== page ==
He graduated in 1958 from Harvard University and later from L’Ecole Normale de Musique in Paris, where he studied with the legendary Nadia Boulanger, mentor to musicians such as George Gershwin, Daniel Barenboim, Quincy Jones, Burt Bacharach and Leonard Bernstein.

In the mid-1960s, Raposo played in Boston piano bars to make ends meet. Upon hearing Raposo’s musical ability, radio host Jonathan Schwartz urged him to leave the piano bars and seek a better scene in New York City. Raposo’s decision to accept Schwartz’s suggestion and move in 1965 eventually led him to meet Jim Henson, creator of “The Muppets” and “Sesame Street” and, consequently, to international fame.

Raposo wrote songs for “Sesame Street” from its beginnings in 1969 until the mid-1970s, and also part of the 1980s. The version of “Sing” – a classic from the show – recorded by the group The Carpenters in 1973 It peaked at No. 3 on the Billboard singles chart.

Frank found in Raposo’s work a perfect vehicle to transmit to the public a concern, common to any person of his age regardless of race, creed or social class: disidentification with the changing environment and the anxieties that it entails; Raposo and Sinatra offer a darker vision of old age and the passage of time than the one captured by the singer in “September Of My Years” (1965); pride is replaced by resignation, longing gives way to mourning for what is irreparably lost, and the quiet delight of simple pleasures is clouded by the awareness of death.
I want to share with you the review, in six articles, of a brief but very revealing songbook within the great repertoire of the Voice.


Bein’ Green (1970)
Arrangements: Don Costa
LP: “Sinatra & Company” (1971)

This song became very popular in 1970 in the interpretation of Kermit the Frog, whose voice belonged to Jim Henson. In the song, the frog begins by lamenting his green coloring, expressing that green “mixes with so many ordinary things” and wishing he were a different color. But at the end of the song, he remembers positive associations with the color green and concludes by accepting and embracing the greenness of it.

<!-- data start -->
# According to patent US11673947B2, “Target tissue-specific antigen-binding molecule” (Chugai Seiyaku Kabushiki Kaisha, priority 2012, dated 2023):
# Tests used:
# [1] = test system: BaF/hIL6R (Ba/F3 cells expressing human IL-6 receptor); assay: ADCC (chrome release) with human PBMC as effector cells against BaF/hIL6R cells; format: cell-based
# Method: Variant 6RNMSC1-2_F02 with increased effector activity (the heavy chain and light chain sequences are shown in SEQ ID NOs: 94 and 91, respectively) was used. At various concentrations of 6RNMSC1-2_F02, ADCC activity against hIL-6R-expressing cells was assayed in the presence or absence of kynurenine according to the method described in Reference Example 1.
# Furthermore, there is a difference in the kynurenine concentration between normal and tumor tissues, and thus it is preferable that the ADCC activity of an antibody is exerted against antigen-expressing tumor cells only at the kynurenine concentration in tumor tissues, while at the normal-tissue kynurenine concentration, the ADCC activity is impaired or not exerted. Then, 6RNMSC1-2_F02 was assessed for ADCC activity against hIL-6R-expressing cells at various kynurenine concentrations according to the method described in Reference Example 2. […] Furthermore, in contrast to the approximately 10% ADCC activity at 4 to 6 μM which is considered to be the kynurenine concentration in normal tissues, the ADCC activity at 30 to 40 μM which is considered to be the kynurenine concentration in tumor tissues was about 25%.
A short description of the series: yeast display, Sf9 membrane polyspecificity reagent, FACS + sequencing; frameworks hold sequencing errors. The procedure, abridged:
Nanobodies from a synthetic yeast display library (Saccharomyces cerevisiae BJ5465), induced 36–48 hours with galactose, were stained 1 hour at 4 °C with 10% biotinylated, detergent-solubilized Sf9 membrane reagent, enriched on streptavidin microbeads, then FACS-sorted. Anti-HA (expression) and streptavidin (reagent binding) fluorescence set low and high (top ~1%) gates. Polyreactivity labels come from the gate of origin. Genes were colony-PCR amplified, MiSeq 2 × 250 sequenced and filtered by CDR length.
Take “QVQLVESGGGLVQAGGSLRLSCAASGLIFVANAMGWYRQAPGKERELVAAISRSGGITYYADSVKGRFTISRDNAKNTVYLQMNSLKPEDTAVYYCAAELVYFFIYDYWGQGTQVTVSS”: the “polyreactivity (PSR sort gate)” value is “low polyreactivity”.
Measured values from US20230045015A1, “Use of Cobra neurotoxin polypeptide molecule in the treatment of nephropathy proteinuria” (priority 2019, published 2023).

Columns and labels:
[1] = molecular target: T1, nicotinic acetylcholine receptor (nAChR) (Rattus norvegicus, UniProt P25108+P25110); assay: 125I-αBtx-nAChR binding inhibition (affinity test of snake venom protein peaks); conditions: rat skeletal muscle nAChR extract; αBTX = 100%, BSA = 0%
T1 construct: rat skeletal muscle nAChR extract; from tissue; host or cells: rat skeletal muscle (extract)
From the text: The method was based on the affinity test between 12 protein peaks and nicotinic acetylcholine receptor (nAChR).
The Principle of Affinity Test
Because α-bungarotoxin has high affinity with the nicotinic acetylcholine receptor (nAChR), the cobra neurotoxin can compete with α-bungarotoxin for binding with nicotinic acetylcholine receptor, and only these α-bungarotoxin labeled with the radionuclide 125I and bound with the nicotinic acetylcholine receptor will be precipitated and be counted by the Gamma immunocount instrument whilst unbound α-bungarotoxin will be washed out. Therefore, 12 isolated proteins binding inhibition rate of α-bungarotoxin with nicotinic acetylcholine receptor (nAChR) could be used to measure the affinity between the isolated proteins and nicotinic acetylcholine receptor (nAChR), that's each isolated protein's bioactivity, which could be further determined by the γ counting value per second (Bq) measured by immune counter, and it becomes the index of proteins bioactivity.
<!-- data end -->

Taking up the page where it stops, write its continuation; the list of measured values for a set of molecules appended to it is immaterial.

Decontextualized from the character, the piece becomes a beautiful anthem of self-acceptance.
It is not possible to think that Frank chose to record it out of whim, laziness or commercial aspirations, but rather driven by identification with the message. Will Friedwald notes in his book “The Song Is You” that “Sinatra internalizes the phrase “it’s not easy being green” as “it’s not easy being me,” recognizing that the message has nothing to do with skin.” The reading that Sinatra gives to this song is minimalist and tender, with a shocking honesty that goes unnoticed by the listener who does not know the artist’s life in depth.
As so many other times, Sinatra paved the way by walking, and after his version came those of Lena Horne (1971), Buddy Rich (1972), Van Morrison, Stan Kenton (both in 1973) and Ray Charles (1975).